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Deblurring via Stochastic Refinement

Jay Whang
Chitwan Saharia
Alexandros Dimakis
CVPR (2022)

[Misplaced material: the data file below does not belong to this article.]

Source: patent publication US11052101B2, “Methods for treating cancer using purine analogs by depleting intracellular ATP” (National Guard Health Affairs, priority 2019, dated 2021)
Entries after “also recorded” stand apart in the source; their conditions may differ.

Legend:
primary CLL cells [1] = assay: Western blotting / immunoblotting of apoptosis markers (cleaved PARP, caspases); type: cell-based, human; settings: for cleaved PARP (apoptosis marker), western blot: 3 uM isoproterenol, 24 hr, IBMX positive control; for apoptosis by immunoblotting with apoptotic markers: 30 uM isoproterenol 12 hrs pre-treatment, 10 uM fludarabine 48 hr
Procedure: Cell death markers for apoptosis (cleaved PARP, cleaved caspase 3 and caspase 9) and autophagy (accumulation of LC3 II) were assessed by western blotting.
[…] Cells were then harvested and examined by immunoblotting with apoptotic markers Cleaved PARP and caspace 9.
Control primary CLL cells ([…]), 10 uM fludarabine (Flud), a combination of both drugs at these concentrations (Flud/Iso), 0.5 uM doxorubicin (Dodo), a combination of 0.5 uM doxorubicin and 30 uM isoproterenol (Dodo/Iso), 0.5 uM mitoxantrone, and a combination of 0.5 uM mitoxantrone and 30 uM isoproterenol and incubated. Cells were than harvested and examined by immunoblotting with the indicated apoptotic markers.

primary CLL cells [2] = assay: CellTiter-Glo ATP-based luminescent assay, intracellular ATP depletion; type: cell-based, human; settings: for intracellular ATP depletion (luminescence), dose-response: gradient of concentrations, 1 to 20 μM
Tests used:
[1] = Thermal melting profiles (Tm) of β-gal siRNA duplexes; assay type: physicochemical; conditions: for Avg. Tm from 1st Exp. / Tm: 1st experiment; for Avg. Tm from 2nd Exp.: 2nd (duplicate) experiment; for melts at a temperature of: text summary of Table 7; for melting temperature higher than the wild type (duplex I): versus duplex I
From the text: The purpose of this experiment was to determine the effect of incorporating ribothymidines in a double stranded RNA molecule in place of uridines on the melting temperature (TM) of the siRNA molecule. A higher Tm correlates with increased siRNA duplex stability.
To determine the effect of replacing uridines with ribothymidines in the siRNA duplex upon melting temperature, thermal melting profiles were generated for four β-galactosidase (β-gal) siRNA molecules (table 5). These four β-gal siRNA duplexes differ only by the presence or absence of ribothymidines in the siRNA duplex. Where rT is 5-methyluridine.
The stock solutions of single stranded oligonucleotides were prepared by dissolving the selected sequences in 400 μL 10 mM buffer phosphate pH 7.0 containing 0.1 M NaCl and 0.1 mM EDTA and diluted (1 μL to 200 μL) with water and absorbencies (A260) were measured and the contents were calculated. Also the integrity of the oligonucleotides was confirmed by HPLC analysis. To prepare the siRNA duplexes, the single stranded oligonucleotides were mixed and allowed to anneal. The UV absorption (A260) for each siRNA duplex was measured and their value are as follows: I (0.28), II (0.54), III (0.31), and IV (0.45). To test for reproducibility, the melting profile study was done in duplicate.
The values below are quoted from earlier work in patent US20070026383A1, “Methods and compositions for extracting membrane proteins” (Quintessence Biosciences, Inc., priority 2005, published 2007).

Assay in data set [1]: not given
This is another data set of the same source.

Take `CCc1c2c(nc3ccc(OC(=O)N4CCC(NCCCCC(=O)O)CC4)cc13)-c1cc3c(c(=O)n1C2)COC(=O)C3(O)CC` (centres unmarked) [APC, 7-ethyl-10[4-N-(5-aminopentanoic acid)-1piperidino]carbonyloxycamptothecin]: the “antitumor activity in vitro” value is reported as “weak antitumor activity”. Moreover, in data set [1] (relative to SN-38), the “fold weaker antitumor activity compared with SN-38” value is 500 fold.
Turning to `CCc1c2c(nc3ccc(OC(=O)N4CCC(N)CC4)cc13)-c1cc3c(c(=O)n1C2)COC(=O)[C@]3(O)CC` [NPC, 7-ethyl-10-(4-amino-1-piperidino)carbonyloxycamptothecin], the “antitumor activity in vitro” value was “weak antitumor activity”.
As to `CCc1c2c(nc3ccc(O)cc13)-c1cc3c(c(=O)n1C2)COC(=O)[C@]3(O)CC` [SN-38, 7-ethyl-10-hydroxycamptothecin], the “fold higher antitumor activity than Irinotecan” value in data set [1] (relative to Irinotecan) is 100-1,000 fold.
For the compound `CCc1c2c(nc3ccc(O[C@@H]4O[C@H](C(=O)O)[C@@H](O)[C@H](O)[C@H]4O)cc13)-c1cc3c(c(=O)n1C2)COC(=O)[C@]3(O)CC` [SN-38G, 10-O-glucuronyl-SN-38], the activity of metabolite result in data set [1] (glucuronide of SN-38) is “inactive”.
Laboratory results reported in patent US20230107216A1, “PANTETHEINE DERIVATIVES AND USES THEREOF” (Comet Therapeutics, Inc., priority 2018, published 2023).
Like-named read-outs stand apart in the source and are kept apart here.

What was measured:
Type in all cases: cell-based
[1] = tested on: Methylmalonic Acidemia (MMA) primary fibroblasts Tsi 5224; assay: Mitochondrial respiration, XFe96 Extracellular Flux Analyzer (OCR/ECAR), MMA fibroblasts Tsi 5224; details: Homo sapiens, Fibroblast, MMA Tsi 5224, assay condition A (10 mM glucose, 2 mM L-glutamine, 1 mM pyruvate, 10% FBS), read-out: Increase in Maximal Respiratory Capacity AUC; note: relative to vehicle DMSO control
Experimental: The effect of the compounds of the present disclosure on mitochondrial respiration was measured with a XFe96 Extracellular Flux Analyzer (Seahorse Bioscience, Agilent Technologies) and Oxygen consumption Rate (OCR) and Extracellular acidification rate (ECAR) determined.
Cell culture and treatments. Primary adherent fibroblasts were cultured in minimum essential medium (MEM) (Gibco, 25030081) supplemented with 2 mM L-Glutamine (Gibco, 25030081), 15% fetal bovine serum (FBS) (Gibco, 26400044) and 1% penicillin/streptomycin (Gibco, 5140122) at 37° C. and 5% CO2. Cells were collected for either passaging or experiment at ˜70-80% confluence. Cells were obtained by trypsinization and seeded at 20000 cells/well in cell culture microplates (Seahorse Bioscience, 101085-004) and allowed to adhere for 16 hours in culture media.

Image deblurring is an ill-posed problem with multiple plausible solutions given a single input image. However, most existing methods produce a deterministic estimate of the clean image and are trained to minimize pixel-level distortion. These metrics are known to be poorly correlated with human perception, and often lead to unrealistic reconstructions. We present an alternative framework for single-image blind deblurring based on conditional diffusion models. Unlike existing techniques, we train a stochastic sampler that refines the output of a deterministic predictor and is capable of producing a diverse set of plausible reconstructions for a single input. This leads to a significant improvement in perceptual quality over existing state-of-the-art methods across multiple standard benchmarks. Our predict-and-refine approach also enables much more efficient sampling compared to the standard diffusion model. Combined with a carefully tuned network architecture and inference procedure, our method is shown to be competitive in terms of traditional quantitative distortion metrics such as PSNR. These results show clear benefits of stochastic diffusion-based methods for deblurring and challenge the widely used strategy of producing a single, deterministic reconstruction.